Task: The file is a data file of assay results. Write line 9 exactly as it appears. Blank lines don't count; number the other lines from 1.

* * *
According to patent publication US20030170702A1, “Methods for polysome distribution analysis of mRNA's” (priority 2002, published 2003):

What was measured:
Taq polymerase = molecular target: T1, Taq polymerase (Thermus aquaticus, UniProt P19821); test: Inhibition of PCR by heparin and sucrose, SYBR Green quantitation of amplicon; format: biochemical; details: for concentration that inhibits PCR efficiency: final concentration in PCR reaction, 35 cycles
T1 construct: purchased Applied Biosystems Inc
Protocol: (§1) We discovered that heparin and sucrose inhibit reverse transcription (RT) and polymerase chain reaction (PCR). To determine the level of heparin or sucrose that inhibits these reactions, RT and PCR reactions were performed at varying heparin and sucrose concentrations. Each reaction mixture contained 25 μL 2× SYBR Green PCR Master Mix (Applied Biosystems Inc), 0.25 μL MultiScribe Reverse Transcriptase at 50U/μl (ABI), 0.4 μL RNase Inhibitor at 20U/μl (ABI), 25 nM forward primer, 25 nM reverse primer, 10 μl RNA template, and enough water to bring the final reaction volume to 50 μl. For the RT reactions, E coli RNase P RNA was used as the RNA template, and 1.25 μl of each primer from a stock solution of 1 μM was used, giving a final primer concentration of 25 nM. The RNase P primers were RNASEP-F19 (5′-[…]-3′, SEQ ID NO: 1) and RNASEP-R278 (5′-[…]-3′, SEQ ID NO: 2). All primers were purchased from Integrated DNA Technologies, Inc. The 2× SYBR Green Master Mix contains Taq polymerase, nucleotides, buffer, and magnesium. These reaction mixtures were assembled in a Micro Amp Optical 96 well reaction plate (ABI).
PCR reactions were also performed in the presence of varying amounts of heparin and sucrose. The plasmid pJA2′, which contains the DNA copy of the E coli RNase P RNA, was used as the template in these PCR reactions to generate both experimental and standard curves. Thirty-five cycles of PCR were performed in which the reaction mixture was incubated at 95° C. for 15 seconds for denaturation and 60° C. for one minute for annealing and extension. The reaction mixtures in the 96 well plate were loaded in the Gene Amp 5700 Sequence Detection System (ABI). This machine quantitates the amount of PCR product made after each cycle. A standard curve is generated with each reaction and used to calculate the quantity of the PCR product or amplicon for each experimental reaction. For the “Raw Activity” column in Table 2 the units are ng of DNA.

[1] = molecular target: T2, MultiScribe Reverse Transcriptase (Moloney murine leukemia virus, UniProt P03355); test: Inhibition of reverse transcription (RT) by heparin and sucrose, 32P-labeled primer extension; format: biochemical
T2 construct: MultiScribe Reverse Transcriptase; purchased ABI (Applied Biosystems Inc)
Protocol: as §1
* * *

Protocol: as §1